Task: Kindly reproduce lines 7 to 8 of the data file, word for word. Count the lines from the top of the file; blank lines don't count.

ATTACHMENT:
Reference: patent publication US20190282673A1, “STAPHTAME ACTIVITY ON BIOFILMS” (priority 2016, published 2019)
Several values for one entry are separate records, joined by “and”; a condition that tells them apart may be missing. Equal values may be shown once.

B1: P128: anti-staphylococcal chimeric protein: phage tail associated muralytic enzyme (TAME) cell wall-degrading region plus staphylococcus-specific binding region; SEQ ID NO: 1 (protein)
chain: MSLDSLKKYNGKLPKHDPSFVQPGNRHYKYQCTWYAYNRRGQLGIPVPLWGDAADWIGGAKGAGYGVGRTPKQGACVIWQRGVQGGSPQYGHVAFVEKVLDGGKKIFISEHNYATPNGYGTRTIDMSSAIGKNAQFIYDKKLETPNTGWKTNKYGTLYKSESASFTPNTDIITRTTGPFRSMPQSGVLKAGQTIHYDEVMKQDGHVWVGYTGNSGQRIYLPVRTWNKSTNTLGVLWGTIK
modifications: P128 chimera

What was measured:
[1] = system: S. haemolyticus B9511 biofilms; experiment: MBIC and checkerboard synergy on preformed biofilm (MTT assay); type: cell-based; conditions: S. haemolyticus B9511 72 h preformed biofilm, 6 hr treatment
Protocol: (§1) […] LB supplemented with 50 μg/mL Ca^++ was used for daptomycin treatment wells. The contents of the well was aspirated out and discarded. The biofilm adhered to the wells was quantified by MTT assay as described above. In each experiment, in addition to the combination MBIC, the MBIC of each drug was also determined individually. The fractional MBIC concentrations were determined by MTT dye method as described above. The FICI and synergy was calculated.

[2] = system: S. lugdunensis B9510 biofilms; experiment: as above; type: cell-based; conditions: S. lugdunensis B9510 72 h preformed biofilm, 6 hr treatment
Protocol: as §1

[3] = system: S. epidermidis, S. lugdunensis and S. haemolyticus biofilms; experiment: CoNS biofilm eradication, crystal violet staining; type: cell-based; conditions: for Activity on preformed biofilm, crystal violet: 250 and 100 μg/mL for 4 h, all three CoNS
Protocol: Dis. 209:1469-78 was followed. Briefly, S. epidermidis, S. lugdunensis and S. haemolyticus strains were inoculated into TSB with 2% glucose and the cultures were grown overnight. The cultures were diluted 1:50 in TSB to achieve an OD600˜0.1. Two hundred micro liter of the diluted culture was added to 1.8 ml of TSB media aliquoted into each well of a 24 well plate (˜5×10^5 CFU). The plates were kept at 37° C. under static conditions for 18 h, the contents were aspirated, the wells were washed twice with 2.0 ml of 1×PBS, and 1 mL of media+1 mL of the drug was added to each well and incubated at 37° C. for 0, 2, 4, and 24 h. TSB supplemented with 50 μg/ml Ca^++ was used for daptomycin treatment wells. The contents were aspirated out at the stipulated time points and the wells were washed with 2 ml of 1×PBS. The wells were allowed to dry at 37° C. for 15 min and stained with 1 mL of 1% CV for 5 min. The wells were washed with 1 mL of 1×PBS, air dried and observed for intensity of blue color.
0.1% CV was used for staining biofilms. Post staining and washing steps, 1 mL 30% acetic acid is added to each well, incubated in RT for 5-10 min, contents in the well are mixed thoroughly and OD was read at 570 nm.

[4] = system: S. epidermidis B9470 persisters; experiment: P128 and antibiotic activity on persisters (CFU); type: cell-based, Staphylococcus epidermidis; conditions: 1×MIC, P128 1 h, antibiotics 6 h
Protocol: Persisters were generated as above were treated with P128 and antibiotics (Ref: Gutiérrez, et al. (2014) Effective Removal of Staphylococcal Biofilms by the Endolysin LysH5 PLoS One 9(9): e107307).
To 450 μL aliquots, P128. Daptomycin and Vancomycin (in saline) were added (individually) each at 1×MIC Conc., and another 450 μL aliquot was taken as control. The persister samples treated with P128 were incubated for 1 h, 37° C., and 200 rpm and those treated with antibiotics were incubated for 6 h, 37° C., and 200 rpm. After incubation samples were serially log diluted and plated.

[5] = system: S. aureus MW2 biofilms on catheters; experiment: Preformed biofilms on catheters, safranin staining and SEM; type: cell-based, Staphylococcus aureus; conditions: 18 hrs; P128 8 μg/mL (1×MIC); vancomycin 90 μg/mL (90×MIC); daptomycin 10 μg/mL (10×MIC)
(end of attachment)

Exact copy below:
[1] = system: S. haemolyticus B9511 biofilms; experiment: MBIC and checkerboard synergy on preformed biofilm (MTT assay); type: cell-based; conditions: S. haemolyticus B9511 72 h preformed biofilm, 6 hr treatment
Protocol: (§1) […] LB supplemented with 50 μg/mL Ca^++ was used for daptomycin treatment wells. The contents of the well was aspirated out and discarded. The biofilm adhered to the wells was quantified by MTT assay as described above. In each experiment, in addition to the combination MBIC, the MBIC of each drug was also determined individually. The fractional MBIC concentrations were determined by MTT dye method as described above. The FICI and synergy was calculated.